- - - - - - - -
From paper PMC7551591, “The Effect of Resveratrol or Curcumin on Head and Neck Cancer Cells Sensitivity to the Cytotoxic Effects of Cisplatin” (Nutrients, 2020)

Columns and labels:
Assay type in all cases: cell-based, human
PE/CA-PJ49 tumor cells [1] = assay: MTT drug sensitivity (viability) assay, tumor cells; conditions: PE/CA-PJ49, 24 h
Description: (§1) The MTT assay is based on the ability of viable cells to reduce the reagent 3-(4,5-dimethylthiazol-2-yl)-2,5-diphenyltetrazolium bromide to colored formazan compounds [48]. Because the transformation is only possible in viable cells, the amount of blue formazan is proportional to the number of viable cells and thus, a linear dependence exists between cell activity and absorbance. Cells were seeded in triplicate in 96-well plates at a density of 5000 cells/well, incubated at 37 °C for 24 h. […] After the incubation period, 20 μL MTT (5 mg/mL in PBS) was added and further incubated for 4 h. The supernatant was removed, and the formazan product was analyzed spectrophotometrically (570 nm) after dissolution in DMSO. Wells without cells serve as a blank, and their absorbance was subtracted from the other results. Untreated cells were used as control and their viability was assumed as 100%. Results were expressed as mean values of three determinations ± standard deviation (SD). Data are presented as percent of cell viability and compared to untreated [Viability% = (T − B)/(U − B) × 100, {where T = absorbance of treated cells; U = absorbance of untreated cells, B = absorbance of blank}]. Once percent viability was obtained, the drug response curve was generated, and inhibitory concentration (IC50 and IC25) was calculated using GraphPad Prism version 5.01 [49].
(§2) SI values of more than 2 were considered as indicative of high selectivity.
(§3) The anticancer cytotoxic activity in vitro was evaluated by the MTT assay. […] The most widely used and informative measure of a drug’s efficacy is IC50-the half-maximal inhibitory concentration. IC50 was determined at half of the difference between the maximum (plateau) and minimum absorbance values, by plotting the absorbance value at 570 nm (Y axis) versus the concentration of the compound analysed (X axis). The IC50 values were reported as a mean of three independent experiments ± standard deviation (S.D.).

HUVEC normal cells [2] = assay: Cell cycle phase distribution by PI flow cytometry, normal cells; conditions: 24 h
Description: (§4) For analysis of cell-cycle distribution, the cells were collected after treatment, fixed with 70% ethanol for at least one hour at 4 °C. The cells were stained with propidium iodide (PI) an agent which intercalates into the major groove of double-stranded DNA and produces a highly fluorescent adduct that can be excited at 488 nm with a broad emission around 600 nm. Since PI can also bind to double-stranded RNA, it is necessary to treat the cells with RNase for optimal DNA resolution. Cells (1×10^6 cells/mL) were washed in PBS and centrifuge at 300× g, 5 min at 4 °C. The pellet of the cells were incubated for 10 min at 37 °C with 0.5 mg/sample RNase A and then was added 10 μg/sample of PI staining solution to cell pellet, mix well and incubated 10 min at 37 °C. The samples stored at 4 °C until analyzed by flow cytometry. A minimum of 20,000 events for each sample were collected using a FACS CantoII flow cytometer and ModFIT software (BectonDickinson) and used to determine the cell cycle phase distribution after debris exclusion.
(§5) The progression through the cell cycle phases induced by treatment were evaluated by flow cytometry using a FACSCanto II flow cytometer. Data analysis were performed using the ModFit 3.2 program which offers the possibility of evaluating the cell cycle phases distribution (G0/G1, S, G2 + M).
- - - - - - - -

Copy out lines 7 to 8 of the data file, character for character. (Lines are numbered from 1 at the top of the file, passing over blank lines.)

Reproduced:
(§3) The anticancer cytotoxic activity in vitro was evaluated by the MTT assay. […] The most widely used and informative measure of a drug’s efficacy is IC50-the half-maximal inhibitory concentration. IC50 was determined at half of the difference between the maximum (plateau) and minimum absorbance values, by plotting the absorbance value at 570 nm (Y axis) versus the concentration of the compound analysed (X axis). The IC50 values were reported as a mean of three independent experiments ± standard deviation (S.D.).

HUVEC normal cells [2] = assay: Cell cycle phase distribution by PI flow cytometry, normal cells; conditions: 24 h